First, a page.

Mange - Demodex Mites & Sarcoptes Skin Mites
"Mange" is a skin disease caused by microscopic skin parasites. There are several different types of these parasites; the two most common are Demodex mites and Sarcoptes mites.
Mange is often diagnosed with a test called a skin scraping. This test is needed to identify what type of mite is present (as the treatment varies) and to evaluate the effectiveness of treatment.
Demodex skin mites are microscopic parasites that can be found in the hair follicles of normal pets and humans. These mites can go undetected unless the infected pets immune system is incapable of keeping the mite population in check- this is especially common in young puppies and immunocompromised adult dogs. Certain pets may be genetically predisposed to demodetic mange.
Demodectic mange may either be localized to specific areas of the body or generalized over the entire body. Symptoms may include patchy hairloss (especially on the face, trunk, and legs), skin redness, scaley skin, and possibly itchiness.
A skin scraping will determine if demodex is present. Further testing may be recommended to look for underlying disease that would make a pet susceptible to the demodex (especially if the pet is an adult).
Treatment is performed with either topical dips or oral medication. The treatment course is often long (several months) to make sure that the disease doesn't recur. Other treatments such as antibiotics may be needed if secondary skin infections are present. In young pets with small localized lesions; these lesions may resolve without therapy.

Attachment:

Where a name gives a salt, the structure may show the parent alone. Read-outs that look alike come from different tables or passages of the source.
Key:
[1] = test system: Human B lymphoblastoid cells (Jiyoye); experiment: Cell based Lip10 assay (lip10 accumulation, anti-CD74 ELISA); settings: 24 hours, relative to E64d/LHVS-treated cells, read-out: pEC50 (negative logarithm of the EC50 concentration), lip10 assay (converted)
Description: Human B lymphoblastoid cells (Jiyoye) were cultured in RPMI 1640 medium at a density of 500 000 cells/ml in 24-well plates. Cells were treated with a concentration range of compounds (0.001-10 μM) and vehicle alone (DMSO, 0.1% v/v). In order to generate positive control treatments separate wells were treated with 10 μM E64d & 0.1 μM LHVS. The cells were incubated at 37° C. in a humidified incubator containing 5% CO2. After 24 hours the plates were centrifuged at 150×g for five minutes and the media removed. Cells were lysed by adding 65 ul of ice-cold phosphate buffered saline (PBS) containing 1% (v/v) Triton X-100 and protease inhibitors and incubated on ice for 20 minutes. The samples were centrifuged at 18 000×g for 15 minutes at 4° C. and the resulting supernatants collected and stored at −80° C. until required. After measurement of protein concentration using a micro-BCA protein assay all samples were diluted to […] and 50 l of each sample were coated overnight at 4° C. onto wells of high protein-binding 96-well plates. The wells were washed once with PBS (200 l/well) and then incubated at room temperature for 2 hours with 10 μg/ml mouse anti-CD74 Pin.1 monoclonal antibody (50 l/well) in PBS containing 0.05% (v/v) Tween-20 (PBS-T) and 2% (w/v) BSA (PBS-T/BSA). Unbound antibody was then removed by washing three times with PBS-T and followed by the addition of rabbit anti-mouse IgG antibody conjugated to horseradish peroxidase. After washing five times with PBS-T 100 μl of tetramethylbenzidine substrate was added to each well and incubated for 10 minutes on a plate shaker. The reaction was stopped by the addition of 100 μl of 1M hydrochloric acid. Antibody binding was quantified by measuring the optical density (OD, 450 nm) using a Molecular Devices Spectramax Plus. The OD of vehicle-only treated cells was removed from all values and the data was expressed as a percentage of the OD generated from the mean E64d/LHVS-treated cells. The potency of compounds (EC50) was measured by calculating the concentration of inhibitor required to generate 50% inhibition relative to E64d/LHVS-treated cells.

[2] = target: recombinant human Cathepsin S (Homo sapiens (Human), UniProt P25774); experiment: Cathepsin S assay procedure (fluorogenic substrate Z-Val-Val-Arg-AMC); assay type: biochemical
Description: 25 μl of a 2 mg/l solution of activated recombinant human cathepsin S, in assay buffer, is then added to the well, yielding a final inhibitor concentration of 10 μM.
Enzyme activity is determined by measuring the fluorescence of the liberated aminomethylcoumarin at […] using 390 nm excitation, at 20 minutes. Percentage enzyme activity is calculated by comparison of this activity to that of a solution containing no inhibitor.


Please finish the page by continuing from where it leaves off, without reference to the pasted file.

Pets with generalized demodectic mange should not be bred as they may pass on the susceptibility to their offspring.
Sarcoptic mange is a highly contagious skin disease found in dogs, caused by the Sarcoptes scabiei mite. These mites will burrow through the skin causing intense itching and irritation. The scratching that results from mange is what causes the majority of the animal's hair to fall out. This is a treatable medical condition, but is highly contagious for other animals and humans. Pet owners are advised to keep the dog quarantined while it is being treated for mange.
Symptoms of sarcoptic mange include: intense itching and rash, hairloss, and skin crusts. Pets become infected with sarcoptic mange mites after coming in contact with another animal that is infected. Symptoms usually appear 2 to 6 weeks after infection occurs.
Diagnosis is achieved through a skin scrape test. These mites can be difficult to find; however, so if all other reasons for the symptoms are ruled out then successful mite treatment can be diagnostic.
Treatment may involve miticidal dips or oral medications, as well as antibiotics, pain relievers, and anti-itch medication. Treatment is often prolonged (several months) to insure that the symptoms don't recur.
Humans can become infected with sarcoptic mange mites- especially the young or immunocompromised. The mange mites are not typically capable of completing their life cycle on human skin so infections are self limiting. A physician should be contacted if you have concerns about human exposure.